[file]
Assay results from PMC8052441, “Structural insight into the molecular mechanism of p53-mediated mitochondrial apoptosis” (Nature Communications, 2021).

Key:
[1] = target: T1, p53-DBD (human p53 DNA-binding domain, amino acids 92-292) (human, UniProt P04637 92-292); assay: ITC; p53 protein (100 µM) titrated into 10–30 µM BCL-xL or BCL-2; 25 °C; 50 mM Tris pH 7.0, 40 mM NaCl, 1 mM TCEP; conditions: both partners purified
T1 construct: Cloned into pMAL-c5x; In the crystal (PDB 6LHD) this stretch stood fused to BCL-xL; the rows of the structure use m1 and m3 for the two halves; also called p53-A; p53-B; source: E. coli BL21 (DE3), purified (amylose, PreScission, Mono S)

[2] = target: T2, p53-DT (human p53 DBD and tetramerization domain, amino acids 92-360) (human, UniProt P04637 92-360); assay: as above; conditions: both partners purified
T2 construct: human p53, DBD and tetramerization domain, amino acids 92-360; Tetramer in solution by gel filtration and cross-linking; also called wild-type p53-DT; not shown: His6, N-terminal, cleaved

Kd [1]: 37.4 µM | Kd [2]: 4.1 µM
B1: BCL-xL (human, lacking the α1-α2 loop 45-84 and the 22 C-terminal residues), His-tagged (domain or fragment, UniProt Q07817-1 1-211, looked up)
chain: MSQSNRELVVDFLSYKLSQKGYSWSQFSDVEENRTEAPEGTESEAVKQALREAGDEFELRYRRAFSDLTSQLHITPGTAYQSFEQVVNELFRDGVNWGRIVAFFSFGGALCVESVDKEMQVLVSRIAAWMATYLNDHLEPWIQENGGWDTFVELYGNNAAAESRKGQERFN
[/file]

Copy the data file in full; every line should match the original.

Assay results from PMC8052441, “Structural insight into the molecular mechanism of p53-mediated mitochondrial apoptosis” (Nature Communications, 2021).

Key:
[1] = target: T1, p53-DBD (human p53 DNA-binding domain, amino acids 92-292) (human, UniProt P04637 92-292); assay: ITC; p53 protein (100 µM) titrated into 10–30 µM BCL-xL or BCL-2; 25 °C; 50 mM Tris pH 7.0, 40 mM NaCl, 1 mM TCEP; conditions: both partners purified
T1 construct: Cloned into pMAL-c5x; In the crystal (PDB 6LHD) this stretch stood fused to BCL-xL; the rows of the structure use m1 and m3 for the two halves; also called p53-A; p53-B; source: E. coli BL21 (DE3), purified (amylose, PreScission, Mono S)

[2] = target: T2, p53-DT (human p53 DBD and tetramerization domain, amino acids 92-360) (human, UniProt P04637 92-360); assay: as above; conditions: both partners purified
T2 construct: human p53, DBD and tetramerization domain, amino acids 92-360; Tetramer in solution by gel filtration and cross-linking; also called wild-type p53-DT; not shown: His6, N-terminal, cleaved

Kd [1]: 37.4 µM | Kd [2]: 4.1 µM
B1: BCL-xL (human, lacking the α1-α2 loop 45-84 and the 22 C-terminal residues), His-tagged (domain or fragment, UniProt Q07817-1 1-211, looked up)
chain: MSQSNRELVVDFLSYKLSQKGYSWSQFSDVEENRTEAPEGTESEAVKQALREAGDEFELRYRRAFSDLTSQLHITPGTAYQSFEQVVNELFRDGVNWGRIVAFFSFGGALCVESVDKEMQVLVSRIAAWMATYLNDHLEPWIQENGGWDTFVELYGNNAAAESRKGQERFN